Health News: 18


The percent increase in stroke risk for folks who don’t eat breakfast versus those who do. Experts think it may be because eating helps prevent spikes in blood pressure. So how do you like your eggs? —Stroke

Veggie Swap to Banish Bloat

Popeye must have been on to something! One easy way to get rid of belly bulge is to eat more spinach and less broccoli. While the latter is good for you, you’ll consume less raffinose, a complex sugar in broccoli, which breaks down in the large intestine, causing gas. —Academy of Nutrition and Dietetics

Help for Dry Eye

Springtime airborne allergens exacerbate the redness, burning and gritty feeling associated with dry eye. To combat it, try lubricating eye drops and consider using a humidifier in the bedroom. And also, omega-3 fatty acids, found in salmon and walnuts, are said to help. —University of Miami

Job Making You Fat?

Yes—if you work more than 40 hours per week. Research shows that people who labor longer are 8 percent more likely to be obese. Just remember: You’re not getting paid by the pound. —Centers for Disease Control and Prevention

 Meditate for Better Sleep

You know meditation reduces stress and improves concentration, but did you know that it helps you sleep better? A study found that mindfulness meditation improved sleep quality among its participants. —JAMA Internal Medicine

60 Seconds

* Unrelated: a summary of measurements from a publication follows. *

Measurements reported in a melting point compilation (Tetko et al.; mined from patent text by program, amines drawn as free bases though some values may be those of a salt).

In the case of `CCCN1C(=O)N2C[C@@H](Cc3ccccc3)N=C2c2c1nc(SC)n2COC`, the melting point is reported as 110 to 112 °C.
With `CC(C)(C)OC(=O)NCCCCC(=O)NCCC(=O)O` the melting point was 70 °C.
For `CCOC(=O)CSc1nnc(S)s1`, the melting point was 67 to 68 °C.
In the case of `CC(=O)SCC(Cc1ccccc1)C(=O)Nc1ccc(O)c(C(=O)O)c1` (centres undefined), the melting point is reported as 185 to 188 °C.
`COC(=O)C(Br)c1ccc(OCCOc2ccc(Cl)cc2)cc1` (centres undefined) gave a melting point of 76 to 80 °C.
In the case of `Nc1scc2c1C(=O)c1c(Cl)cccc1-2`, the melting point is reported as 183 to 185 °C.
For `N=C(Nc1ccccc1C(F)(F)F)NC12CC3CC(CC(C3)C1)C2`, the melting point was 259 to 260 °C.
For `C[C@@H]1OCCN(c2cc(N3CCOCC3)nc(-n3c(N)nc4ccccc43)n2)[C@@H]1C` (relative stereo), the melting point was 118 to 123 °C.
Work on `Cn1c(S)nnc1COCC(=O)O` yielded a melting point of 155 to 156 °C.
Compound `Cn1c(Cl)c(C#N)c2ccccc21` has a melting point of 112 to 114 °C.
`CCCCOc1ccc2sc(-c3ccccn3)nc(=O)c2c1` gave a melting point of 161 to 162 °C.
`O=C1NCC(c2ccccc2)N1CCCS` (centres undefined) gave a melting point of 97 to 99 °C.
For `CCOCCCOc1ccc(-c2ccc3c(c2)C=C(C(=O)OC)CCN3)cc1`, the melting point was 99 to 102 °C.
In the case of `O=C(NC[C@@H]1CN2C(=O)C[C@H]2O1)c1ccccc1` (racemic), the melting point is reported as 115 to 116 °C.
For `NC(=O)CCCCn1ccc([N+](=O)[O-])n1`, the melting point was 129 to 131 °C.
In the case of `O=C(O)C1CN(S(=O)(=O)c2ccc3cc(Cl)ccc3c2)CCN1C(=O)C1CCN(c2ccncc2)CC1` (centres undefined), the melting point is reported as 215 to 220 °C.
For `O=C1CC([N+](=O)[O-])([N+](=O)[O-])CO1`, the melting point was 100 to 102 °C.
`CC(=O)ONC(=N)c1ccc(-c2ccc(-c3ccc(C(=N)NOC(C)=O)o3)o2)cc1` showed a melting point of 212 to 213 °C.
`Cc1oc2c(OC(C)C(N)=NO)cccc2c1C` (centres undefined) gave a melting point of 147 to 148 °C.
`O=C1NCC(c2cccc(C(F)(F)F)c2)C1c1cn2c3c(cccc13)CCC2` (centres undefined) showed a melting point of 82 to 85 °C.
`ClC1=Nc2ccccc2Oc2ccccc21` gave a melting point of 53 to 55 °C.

The time it takes to kill the bacteria—salmonella and E. Coli— found on typical kitchen sponges. In one study of 325 sponges, 15.4 percent were found to contain bacteria. The fix? Regularly nuke sponges on high for one minute. —University of Arizona

Hear Ye, Hear Ye 

Here’s another reason to break open that bottle of red wine. One study found that rodents given large amounts of resveratrol, a compound found in red wine, showed delays in age-related hearing loss. —Neurobiology of Aging


The percentage of college students in a survey of 7,000 who think stimulants, drugs prescribed to treat conditions such as ADHD, boost grades. When not used properly, those drugs raise blood pressure and heart rate and can even hinder sleep. —University of Maryland

A Natural High

Folks who gaze at a beautiful sunset, birds outside a window or a gorgeous field of flowers, then snapped a picture and posted it to Instagram, recording their feelings about the shots, were happier and more likely to be connected to other people than those folks who did the same with man-made objects. —University of British Columbia

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